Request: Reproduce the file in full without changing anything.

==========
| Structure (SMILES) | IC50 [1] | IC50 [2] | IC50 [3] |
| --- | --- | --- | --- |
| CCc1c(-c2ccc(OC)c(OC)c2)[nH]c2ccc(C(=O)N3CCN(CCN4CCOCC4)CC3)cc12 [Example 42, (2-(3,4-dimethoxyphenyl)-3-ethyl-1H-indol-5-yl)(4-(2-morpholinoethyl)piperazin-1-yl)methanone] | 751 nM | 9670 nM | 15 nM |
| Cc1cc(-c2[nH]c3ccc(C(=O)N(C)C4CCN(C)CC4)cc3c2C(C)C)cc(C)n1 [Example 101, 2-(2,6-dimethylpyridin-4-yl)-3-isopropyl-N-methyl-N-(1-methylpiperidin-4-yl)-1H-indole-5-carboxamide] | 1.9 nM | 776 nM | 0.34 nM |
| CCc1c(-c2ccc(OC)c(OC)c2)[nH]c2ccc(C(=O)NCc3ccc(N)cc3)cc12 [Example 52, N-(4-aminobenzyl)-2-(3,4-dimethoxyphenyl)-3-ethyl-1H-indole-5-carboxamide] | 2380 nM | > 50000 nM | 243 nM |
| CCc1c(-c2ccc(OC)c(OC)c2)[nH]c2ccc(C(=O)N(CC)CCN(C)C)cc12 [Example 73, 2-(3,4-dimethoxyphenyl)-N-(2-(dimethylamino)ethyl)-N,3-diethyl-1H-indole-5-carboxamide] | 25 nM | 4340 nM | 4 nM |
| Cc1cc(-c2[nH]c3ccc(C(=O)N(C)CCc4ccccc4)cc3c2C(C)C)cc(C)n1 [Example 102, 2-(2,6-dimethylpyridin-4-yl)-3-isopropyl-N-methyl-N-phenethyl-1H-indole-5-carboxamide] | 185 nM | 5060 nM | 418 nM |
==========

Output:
| Structure (SMILES) | IC50 [1] | IC50 [2] | IC50 [3] |
| --- | --- | --- | --- |
| CCc1c(-c2ccc(OC)c(OC)c2)[nH]c2ccc(C(=O)N3CCN(CCN4CCOCC4)CC3)cc12 [Example 42, (2-(3,4-dimethoxyphenyl)-3-ethyl-1H-indol-5-yl)(4-(2-morpholinoethyl)piperazin-1-yl)methanone] | 751 nM | 9670 nM | 15 nM |
| Cc1cc(-c2[nH]c3ccc(C(=O)N(C)C4CCN(C)CC4)cc3c2C(C)C)cc(C)n1 [Example 101, 2-(2,6-dimethylpyridin-4-yl)-3-isopropyl-N-methyl-N-(1-methylpiperidin-4-yl)-1H-indole-5-carboxamide] | 1.9 nM | 776 nM | 0.34 nM |
| CCc1c(-c2ccc(OC)c(OC)c2)[nH]c2ccc(C(=O)NCc3ccc(N)cc3)cc12 [Example 52, N-(4-aminobenzyl)-2-(3,4-dimethoxyphenyl)-3-ethyl-1H-indole-5-carboxamide] | 2380 nM | > 50000 nM | 243 nM |
| CCc1c(-c2ccc(OC)c(OC)c2)[nH]c2ccc(C(=O)N(CC)CCN(C)C)cc12 [Example 73, 2-(3,4-dimethoxyphenyl)-N-(2-(dimethylamino)ethyl)-N,3-diethyl-1H-indole-5-carboxamide] | 25 nM | 4340 nM | 4 nM |
| Cc1cc(-c2[nH]c3ccc(C(=O)N(C)CCc4ccccc4)cc3c2C(C)C)cc(C)n1 [Example 102, 2-(2,6-dimethylpyridin-4-yl)-3-isopropyl-N-methyl-N-phenethyl-1H-indole-5-carboxamide] | 185 nM | 5060 nM | 418 nM |